John Hickenlooper’s emphatic rejection of the Green New Deal is an obvious — if somewhat risky — attempt to elevate his profile among the gaggle of Democratic candidates running for president. But it may achieve something just as important if it frees the former Colorado governor to talk honestly about his enthusiasm for technological progress and innovative enterprise and the need to nurture both.
This is something he’s actually very good at. And when he indulges this interest, he conveys an optimism that is sorely lacking in so much of the angry rhetoric these days from the Democratic left.
In his Washington Post commentary on the Green New Deal proposed by Rep. Alexandria Ocasio-Cortez, D-N.Y., and Sen. Ed Markey, D-Mass., Hickenlooper identified the fatal flaw as its “unachievable goals. We do not yet have the technology needed to reach ‘net-zero greenhouse gas emissions’ in 10 years.”
Of course we don’t. More notably, however, he also broke ranks with rival Democratic candidates because the Green New Deal shifts away “from private decision-making and toward the public sector,” whereas “most of the gains we have seen in recent years on renewable energy have come from entrepreneurs and companies responding to incentives from the market and the federal government, not bending to federal mandates.”
Hickenlooper is far from a free-market purist, but his respect for private creativity is entirely consistent with what I have observed over the years.
At an editorial board meeting early this decade, for example, Hickenlooper digressed into a detailed description of a manufacturing process he’d recently witnessed that involved (as I recall) cascading spheres and which he considered a triumph of engineering. Nor was that the only time I have seen him go off on the marvels of this or that technology and the companies that create them. In another encounter, it was a new Microsoft smartphone.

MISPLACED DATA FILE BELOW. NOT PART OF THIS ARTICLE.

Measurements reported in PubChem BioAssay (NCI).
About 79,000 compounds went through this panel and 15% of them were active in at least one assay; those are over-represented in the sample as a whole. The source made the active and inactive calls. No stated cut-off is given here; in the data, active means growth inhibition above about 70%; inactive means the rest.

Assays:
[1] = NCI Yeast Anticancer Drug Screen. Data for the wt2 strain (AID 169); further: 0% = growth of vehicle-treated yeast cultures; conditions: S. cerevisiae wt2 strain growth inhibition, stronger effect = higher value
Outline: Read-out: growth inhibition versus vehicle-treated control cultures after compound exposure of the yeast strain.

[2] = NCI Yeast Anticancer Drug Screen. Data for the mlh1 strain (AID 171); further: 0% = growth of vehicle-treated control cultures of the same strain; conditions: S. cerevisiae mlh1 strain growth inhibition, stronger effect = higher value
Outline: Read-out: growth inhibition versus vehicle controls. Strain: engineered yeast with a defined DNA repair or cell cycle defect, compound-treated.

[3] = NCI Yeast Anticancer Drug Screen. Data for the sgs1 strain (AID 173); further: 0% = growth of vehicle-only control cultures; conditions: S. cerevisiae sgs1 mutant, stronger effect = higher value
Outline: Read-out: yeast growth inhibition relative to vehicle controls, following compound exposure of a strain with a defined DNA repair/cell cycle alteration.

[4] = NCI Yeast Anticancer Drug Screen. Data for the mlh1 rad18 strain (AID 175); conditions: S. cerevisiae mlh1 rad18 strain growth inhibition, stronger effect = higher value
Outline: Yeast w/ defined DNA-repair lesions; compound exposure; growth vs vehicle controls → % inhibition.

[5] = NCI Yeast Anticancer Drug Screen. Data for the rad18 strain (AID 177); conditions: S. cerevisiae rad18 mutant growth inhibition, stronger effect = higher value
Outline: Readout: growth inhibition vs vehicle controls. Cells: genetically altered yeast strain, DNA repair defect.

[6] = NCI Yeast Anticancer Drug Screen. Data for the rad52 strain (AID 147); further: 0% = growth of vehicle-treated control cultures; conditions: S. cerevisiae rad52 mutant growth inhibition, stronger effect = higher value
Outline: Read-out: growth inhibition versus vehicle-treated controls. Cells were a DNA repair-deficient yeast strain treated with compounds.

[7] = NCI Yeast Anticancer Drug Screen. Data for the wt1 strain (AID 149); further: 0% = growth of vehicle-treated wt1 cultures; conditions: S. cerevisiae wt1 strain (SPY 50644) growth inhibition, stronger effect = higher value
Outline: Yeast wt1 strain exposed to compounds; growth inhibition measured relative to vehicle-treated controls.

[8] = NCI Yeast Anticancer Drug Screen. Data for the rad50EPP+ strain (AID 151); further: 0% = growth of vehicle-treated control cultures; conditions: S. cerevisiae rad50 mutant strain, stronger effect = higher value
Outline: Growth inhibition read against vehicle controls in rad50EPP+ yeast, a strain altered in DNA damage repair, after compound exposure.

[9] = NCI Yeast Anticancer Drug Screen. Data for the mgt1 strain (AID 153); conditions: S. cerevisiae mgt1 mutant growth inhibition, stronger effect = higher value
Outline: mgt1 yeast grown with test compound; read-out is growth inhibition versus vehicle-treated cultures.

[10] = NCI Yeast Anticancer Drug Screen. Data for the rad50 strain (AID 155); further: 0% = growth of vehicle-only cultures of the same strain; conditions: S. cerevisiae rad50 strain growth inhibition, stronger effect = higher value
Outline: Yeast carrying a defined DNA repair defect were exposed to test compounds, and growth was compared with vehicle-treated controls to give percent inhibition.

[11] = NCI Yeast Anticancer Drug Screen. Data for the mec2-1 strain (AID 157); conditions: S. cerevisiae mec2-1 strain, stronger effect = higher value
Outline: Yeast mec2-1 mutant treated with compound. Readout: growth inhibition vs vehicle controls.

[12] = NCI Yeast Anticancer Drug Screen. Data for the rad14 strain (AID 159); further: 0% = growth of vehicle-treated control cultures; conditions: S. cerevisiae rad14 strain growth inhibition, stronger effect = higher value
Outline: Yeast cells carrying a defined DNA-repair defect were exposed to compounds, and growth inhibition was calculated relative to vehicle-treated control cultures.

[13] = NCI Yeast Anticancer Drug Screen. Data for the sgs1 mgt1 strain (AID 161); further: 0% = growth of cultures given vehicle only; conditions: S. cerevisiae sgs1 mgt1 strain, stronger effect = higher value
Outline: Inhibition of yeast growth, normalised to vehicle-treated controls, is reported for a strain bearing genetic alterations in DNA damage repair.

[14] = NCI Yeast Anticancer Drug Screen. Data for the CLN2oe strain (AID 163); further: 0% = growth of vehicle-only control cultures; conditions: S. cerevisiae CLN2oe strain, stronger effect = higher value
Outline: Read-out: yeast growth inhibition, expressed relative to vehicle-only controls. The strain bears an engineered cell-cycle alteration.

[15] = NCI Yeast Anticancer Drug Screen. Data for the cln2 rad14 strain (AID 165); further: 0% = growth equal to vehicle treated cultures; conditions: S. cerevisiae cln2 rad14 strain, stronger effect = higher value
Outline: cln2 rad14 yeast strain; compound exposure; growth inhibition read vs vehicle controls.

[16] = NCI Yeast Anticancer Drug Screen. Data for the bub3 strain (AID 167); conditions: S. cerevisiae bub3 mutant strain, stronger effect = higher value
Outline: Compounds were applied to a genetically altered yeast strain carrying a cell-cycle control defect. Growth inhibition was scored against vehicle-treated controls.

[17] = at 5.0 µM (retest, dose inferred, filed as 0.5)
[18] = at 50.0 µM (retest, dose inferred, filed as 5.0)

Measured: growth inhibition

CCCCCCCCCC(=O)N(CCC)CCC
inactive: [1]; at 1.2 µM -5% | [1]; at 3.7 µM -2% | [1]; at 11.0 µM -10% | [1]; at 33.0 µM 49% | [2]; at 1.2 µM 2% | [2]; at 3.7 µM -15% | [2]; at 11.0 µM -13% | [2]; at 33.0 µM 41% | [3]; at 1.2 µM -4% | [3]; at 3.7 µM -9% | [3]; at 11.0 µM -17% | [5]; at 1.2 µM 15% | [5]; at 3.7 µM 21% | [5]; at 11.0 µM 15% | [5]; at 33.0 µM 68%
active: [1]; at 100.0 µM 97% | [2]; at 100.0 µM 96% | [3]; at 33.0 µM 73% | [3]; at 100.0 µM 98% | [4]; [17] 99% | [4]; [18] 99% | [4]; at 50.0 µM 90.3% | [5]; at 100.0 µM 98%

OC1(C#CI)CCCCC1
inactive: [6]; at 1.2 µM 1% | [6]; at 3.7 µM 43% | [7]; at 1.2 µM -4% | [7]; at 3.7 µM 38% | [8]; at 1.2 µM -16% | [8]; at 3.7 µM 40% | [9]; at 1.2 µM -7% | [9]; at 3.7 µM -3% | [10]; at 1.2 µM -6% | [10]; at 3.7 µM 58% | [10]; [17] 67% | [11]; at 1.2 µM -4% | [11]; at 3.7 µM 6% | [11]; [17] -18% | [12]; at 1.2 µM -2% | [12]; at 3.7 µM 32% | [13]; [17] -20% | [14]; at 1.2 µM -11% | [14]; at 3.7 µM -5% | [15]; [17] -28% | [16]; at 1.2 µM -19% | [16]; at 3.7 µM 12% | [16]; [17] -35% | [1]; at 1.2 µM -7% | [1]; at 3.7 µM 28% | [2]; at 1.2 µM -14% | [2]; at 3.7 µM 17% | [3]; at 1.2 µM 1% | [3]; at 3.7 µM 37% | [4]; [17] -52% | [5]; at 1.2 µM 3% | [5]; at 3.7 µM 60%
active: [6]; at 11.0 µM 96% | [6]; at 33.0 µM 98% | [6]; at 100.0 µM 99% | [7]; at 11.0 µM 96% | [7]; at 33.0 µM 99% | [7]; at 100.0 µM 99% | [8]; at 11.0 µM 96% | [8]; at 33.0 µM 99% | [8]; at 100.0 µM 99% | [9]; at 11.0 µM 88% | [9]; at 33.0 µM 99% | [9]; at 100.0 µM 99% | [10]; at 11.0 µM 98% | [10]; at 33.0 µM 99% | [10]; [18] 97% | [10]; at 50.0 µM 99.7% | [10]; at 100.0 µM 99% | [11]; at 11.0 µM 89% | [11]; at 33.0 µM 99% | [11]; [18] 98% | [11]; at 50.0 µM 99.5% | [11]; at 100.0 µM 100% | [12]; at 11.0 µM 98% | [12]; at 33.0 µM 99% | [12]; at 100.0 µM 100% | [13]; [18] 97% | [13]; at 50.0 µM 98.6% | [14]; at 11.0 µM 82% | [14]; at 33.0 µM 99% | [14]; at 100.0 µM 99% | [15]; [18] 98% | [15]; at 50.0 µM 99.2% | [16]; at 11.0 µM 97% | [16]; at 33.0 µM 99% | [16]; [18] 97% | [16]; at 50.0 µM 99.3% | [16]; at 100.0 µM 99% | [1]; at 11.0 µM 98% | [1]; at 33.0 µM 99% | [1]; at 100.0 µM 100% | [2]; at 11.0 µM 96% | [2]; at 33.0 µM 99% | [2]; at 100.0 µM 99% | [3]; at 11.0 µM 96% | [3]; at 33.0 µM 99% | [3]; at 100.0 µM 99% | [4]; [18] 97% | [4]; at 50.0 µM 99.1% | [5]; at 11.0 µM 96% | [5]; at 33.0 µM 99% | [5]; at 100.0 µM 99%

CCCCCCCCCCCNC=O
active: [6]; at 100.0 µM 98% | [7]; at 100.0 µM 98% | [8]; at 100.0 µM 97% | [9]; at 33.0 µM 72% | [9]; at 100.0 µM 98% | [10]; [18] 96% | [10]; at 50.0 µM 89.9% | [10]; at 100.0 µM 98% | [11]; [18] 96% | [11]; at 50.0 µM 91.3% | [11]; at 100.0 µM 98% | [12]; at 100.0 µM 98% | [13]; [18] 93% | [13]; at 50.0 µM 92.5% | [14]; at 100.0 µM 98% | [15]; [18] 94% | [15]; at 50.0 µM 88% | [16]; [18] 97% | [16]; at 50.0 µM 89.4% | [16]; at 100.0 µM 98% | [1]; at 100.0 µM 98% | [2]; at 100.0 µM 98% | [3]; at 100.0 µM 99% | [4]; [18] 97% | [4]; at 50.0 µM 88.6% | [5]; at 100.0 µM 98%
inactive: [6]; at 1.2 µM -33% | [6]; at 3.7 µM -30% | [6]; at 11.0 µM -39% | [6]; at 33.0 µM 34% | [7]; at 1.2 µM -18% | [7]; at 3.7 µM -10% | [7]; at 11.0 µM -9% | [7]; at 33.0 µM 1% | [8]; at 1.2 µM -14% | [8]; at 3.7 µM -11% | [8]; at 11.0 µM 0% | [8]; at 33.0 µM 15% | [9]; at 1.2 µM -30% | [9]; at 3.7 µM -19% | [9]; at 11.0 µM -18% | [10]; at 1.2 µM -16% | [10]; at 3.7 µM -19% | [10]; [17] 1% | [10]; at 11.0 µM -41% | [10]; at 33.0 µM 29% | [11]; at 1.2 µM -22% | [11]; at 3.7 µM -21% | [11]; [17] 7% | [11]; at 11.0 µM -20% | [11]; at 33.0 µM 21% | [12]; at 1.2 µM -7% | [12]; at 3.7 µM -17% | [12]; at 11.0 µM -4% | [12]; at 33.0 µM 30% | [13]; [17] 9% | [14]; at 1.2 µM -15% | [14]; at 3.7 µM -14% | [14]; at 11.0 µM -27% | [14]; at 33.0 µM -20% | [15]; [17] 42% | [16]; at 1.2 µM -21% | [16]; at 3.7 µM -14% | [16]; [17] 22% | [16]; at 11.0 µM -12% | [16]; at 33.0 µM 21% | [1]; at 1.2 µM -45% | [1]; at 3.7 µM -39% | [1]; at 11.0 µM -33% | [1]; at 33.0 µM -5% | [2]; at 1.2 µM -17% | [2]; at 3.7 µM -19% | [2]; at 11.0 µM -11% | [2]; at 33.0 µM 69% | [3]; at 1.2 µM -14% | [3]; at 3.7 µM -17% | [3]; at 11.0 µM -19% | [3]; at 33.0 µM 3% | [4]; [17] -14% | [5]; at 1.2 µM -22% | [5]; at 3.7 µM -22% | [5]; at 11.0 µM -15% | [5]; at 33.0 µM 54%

For me, this geekish interest has always been one of Hickenlooper’s most attractive traits — his genuine appreciation for the nuts and bolts of unglamorous production and the men and women whose devotion to marginal efficiencies make our world a better place.
Maybe it has to do with his background as a geologist, or as a craft brewer overseeing a complex chemical and manufacturing process.
You could sense this same appreciation for technical achievement years ago in his description and defense of hydraulic fracturing, too, although he might be loath to admit it today.
Indeed, for a while last month he seemed reluctant even to utter the words “capitalist” or “capitalism,” let alone embrace them. In an excruciating exchange with MSNBC’s Joe Scarborough, Hickenlooper dodged repeated questions about whether he would call himself a capitalist, finally allowing that he’d been a “small businessperson” in what he delicately called “that part of the system that you would call capitalist.”
To be sure, for some people the word “capitalist” evokes an image of the profit-squeezing Monopoly man, complete with top hat and bowtie. But like it or not, Calvin Coolidge’s quip that “the chief business of the American people is business” retains a ring of truth nearly a century later. And it is this system that, yes, we call capitalist that produces our remarkable standard of living, still rising, and which has lifted more than 1 billion people out of extreme poverty worldwide in the past 25 years alone.
Hickenlooper knows it, too, whatever he may feel compelled to say during the upcoming campaign to placate a party that has drifted sharply to the left. Rival Democrats like Bernie Sanders and Elizabeth Warren who regularly portray corporate America as the enemy of the people may actually believe it — Sanders certainly does — but Hickenlooper could never credibly make such a claim.
Which is a good thing for the Democratic Party. And maybe even for the nation, if Hickenlooper’s campaign can ever find an inside lane.
Vincent Carroll is the former editorial page editor of both the Rocky Mountain News and The Denver Post, where a version of this column first appeared. He can be reached at firstname.lastname@example.org.
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